TORONTO -- Stelco Inc. has lost a contract to supply steel to its biggest customer General Motors, a lawyer for the steelmaker said on Monday, after the insolvent Canadian steelmaker failed to strike a deal with its workers.
"GM said the contract is no longer available," Michael Barrack, one of Stelco's lawyers told the Ontario Superior Court. "We worked hard to get there but we couldn't."
GM had given Stelco, which entered bankruptcy protection in January, a new deadline until 8 a.m. on Monday to reach a deal with workers at its Lake Erie Works that would assure the giant U.S. automaker of a supply of steel through 2005.
Stelco blamed its unionized workers for the contract loss. "Unfortunately, the union placed unrealistic and unrelated demands on the company as the price to maintain the General Motors business," Stelco said in a statement.
The United Steelworkers of America union blamed the failure of a deal on Stelco, saying that workers had given Canada's biggest steelmaker the labor-stability assurances it needed.
"Last week we delivered Chrysler and Ford. Early Monday morning we did exactly what the company wanted with GM, yet Stelco is still unwilling to accept our role in this restructuring process," Bill Ferguson, president of union local 8782, said in a statement.
The union last week agreed not to go on strike without first giving 90 days' notice on Dec. 31.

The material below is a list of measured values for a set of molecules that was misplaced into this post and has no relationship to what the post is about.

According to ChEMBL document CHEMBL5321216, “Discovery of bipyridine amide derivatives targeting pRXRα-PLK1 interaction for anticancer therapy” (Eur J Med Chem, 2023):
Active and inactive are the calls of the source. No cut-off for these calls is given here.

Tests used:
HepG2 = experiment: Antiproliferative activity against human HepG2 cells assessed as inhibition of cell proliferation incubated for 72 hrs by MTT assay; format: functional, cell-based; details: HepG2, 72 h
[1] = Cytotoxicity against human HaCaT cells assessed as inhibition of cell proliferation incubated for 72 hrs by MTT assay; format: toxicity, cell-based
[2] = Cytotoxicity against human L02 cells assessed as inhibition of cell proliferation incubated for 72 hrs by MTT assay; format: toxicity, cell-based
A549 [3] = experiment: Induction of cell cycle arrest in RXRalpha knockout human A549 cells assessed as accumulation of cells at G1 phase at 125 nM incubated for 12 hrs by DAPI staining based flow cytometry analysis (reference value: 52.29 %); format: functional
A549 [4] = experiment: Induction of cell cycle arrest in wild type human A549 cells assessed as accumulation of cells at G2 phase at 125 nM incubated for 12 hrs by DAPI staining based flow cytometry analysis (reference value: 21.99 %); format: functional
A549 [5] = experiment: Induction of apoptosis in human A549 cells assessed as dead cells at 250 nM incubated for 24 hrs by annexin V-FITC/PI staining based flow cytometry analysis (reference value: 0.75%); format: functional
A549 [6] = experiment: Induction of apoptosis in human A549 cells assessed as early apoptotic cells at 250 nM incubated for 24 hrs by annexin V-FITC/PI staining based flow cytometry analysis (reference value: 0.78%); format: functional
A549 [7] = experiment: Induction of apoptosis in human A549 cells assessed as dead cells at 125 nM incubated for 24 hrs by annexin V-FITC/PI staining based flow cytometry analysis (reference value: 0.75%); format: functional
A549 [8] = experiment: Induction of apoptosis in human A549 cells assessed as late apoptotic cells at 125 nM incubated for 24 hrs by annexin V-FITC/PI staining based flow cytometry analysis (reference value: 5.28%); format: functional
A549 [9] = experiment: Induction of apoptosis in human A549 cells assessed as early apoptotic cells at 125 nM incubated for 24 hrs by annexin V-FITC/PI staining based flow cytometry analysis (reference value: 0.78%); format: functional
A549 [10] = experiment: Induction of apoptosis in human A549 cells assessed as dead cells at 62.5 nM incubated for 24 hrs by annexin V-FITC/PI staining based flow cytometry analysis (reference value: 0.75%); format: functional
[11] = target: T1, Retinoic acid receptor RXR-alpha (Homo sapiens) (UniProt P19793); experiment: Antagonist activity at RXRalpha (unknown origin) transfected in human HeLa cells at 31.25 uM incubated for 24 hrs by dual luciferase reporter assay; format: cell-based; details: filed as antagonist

Stelco, which entered bankruptcy protection in January, ships about 10 percent, or 400,000 tons, of its steel to GM each year as part of what both companies call a good relationship.
GM had twice extended a deadline for Stelco to reach a deal with its workers. The latest deadline was extended from last Thursday at midnight.
A deal with GM is critical to a refinancing plan Stelco has worked out with Deutsche Bank, which requires the steelmaker to supply GM with steel from April to December next year and in 2006.
It was unclear what impact the loss of the GM contract would have on the Deutsche Bank plan. Stelco was not immediately available for comment.
Deutsche Bank and Stelco are looking to get court approval for their C$900 million ($756 million) financing plan on Monday, even though the union has rejected the plan, saying it offers no long-term commitment to Stelco's future.
"GM is gone, this is a de facto exit strategy of the company," a lawyer for the Steelworker's union told the court.
The refinancing is seen as key to the future ownership of Stelco, which is being courted by several suitors including OAO Severstal, Russia's No. 2 steelmaker.